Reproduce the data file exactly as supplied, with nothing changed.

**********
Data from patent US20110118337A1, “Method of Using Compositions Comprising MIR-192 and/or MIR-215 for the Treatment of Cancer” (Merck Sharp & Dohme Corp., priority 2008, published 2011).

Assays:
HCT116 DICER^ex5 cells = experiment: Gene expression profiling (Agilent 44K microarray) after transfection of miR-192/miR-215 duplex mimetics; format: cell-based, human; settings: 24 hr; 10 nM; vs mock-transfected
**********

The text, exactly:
Data from patent US20110118337A1, “Method of Using Compositions Comprising MIR-192 and/or MIR-215 for the Treatment of Cancer” (Merck Sharp & Dohme Corp., priority 2008, published 2011).

Assays:
HCT116 DICER^ex5 cells = experiment: Gene expression profiling (Agilent 44K microarray) after transfection of miR-192/miR-215 duplex mimetics; format: cell-based, human; settings: 24 hr; 10 nM; vs mock-transfected